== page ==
Deployment can be tough on families

By Sharna Johnson: CNJ Staff Writer

It could be Thursday, Friday or even Saturday, but after more than five months, Jennie Halfmann knows her husband is coming home from deployment soon.

Msgt. Robert Halfmann is one of approximately 300 Cannon Air Force Base airmen returning this week from Iraq, base spokesperson Sgt. Brandon Seals said Tuesday. The majority will return Thursday, he said.

After more than 17 years married to an active duty man, Jennie Halfmann said she has become used to him being away. She knows what to expect, she said.

“(I’m) excited — nervous, I just can’t wait to see him again,” she said.

She and 14-year-old daughter Courtney plan to celebrate missed birthdays, Thanksgiving, Christmas and anniversaries with him when he returns, she said.

“We’ve just got to get it all into one day.”

There will be some differences this time, she said.

Nearing retirement, the couple had their dream home built in Portales and she had to move in by herself while he processed for the deployment. Two days later he was gone, she said.

“This is the house we had planned and built all our lives and he had to leave — I’m just so used to (deployments), I expect it anymore,” she said.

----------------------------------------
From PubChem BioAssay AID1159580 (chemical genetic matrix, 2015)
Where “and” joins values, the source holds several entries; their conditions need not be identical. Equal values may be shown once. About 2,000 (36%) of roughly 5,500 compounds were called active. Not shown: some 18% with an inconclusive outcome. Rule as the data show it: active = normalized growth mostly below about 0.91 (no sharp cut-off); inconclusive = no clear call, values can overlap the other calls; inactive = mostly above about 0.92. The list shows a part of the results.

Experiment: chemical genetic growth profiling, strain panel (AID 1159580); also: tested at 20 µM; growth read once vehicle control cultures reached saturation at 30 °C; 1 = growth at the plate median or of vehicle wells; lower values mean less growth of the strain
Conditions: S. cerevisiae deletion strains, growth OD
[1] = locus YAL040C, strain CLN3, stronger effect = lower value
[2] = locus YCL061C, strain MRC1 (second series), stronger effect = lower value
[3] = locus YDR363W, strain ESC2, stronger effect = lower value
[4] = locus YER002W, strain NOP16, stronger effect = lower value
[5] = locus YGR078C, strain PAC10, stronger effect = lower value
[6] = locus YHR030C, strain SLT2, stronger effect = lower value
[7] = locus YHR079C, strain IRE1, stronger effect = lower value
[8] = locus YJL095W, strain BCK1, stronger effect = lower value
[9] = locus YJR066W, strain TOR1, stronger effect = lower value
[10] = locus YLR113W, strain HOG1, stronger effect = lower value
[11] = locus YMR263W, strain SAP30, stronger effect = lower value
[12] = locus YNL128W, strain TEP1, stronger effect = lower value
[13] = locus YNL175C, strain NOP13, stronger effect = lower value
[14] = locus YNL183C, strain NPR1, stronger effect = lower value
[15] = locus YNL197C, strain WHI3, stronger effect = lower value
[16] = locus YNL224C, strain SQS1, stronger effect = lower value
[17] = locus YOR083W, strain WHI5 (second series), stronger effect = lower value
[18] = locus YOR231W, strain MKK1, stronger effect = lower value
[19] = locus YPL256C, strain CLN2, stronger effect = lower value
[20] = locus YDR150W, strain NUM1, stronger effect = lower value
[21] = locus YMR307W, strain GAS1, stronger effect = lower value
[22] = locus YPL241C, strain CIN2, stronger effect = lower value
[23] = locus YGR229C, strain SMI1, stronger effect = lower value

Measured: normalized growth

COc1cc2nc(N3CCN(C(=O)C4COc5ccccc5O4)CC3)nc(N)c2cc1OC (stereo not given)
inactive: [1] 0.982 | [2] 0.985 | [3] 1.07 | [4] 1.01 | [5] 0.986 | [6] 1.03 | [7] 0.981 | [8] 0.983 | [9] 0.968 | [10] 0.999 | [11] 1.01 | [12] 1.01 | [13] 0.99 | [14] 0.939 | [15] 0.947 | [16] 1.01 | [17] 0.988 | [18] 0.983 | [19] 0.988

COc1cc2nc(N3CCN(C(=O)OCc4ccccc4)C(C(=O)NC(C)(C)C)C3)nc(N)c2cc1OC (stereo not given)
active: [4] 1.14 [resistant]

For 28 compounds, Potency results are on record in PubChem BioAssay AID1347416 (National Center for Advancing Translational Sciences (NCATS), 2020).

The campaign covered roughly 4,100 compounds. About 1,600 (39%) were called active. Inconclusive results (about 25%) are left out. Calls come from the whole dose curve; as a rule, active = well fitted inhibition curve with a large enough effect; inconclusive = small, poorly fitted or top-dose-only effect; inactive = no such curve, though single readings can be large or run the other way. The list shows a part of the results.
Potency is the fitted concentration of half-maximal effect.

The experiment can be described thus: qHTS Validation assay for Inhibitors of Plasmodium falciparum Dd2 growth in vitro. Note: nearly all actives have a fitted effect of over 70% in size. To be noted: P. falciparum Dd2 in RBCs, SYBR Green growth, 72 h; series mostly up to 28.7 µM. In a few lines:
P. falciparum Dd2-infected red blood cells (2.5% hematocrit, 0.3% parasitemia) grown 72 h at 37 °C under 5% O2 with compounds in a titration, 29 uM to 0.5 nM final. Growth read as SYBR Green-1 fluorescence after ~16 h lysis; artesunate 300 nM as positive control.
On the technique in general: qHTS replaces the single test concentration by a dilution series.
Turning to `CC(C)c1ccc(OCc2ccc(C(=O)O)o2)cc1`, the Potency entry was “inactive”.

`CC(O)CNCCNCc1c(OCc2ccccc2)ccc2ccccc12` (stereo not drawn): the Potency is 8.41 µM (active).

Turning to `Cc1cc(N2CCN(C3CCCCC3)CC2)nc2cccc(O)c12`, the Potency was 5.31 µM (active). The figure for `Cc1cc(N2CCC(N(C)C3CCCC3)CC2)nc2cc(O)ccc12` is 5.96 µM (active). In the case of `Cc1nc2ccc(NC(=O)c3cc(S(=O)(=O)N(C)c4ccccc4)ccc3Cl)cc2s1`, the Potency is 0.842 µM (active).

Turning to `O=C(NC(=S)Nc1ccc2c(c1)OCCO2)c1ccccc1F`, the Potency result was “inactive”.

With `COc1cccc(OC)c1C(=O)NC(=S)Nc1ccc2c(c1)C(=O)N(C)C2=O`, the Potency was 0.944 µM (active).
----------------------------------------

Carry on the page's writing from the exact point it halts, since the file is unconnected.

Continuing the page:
Deanna Parton was also anxiously awaiting the return of her husband, who has been deployed since September. He is expected to arrive tonight.

She and her 4-year-old son John were planning dinner complete with a chocolate cake, she said.

“(John) misses him terribly. He’s so excited, he’s totally psyched. He’s tired of mom,” she said, laughing.

In four years of marriage, it is the second time her husband Senior Airman James Parton has gone on a long deployment.

“Sometimes absence makes the heart grow fonder (but) it’s tough because that’s when everything bad happens,” she said, explaining carpet crews were at her home Tuesday afternoon pulling up water damaged carpet from a flooded washing machine.

Overall, deployments are just a part of life she accepts, she said, though there is some adjustment involved.

“The (T.V) remote’s not going to be mine anymore. All of a sudden I have to include him in all my plans. The deployments, they don’t bother me — I’m pretty independent. I was by myself before him,” she said.